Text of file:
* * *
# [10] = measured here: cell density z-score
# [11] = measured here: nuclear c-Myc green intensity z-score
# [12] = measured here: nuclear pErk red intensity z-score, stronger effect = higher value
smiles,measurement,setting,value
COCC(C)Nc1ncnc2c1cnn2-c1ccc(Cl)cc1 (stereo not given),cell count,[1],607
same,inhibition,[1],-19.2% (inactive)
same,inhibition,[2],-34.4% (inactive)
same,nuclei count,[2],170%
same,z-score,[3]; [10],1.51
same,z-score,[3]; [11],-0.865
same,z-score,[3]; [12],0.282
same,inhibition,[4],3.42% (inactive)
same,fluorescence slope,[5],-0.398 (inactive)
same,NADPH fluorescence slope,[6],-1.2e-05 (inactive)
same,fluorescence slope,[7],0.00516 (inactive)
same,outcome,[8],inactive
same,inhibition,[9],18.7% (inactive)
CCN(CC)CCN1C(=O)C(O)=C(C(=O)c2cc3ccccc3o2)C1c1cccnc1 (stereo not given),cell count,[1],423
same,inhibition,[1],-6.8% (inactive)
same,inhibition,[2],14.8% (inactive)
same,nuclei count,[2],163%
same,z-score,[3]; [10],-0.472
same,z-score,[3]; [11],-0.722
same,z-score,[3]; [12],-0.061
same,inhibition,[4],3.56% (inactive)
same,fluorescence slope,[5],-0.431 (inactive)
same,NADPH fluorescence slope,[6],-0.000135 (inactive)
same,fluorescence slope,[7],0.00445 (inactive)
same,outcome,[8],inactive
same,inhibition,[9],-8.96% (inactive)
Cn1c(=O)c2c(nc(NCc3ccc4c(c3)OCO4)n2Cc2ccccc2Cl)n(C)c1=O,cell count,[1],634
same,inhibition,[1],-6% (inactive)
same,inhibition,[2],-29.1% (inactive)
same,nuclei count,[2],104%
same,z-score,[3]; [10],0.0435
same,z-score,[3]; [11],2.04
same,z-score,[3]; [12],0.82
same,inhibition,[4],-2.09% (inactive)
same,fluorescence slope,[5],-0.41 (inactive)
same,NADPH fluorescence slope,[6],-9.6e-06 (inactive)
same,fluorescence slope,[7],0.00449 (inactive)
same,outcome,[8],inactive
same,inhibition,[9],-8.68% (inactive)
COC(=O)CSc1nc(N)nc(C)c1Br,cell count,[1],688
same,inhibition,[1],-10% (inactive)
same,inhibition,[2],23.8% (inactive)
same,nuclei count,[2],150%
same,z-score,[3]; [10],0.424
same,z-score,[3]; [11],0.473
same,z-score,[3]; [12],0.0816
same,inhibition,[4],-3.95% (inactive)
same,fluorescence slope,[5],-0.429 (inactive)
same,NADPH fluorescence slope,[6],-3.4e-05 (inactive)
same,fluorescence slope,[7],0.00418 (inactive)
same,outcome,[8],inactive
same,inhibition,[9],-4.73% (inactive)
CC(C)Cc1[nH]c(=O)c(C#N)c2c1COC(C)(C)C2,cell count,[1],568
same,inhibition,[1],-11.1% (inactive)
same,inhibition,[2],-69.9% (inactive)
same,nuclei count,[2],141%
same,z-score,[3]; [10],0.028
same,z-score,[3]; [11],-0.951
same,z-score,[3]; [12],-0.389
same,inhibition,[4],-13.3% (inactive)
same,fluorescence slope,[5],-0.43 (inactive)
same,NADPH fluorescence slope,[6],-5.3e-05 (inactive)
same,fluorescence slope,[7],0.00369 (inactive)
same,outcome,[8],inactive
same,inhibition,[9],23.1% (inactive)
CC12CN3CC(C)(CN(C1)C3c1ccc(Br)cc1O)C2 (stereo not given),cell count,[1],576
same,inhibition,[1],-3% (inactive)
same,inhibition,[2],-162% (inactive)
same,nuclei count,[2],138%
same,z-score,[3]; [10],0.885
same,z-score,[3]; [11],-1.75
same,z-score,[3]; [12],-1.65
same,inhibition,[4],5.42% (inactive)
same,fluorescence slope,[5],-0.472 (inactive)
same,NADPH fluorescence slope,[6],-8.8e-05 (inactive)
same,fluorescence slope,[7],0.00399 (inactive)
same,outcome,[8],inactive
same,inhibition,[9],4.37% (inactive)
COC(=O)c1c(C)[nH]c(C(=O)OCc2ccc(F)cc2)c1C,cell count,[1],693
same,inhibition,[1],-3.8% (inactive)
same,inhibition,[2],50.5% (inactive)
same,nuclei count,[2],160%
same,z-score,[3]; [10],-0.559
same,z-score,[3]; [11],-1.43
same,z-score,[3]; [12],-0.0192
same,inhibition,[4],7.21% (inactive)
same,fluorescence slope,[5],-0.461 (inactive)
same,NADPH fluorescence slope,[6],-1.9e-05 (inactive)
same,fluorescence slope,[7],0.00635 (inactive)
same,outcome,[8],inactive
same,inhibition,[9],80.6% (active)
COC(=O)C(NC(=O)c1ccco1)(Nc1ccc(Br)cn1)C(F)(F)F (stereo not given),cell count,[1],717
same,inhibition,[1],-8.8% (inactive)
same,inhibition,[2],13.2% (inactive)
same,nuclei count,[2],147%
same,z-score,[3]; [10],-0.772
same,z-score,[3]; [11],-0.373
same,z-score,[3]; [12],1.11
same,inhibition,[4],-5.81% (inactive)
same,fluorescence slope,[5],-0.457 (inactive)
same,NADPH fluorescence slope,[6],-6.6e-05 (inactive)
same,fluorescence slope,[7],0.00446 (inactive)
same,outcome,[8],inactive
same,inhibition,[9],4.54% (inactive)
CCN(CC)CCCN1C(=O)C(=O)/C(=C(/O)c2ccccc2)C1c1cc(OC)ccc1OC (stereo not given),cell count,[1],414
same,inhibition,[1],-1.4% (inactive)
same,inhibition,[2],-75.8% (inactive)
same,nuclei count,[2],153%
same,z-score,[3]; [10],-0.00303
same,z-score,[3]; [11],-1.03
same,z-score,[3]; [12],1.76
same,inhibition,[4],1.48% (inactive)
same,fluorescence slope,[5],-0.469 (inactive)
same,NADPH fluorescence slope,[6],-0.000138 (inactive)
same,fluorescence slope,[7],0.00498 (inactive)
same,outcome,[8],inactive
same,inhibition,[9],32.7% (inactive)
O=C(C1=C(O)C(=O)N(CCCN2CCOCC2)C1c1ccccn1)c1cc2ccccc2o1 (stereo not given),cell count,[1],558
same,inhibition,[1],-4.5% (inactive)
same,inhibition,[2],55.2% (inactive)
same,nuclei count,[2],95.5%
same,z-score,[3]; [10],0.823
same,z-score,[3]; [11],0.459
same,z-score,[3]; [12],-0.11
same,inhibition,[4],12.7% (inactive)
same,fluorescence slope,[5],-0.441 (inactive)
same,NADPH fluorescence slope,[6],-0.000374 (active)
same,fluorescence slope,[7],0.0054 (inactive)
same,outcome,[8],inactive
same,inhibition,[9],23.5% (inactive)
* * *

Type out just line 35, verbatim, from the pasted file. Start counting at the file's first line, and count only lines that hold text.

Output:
same,z-score,[3]; [10],0.0435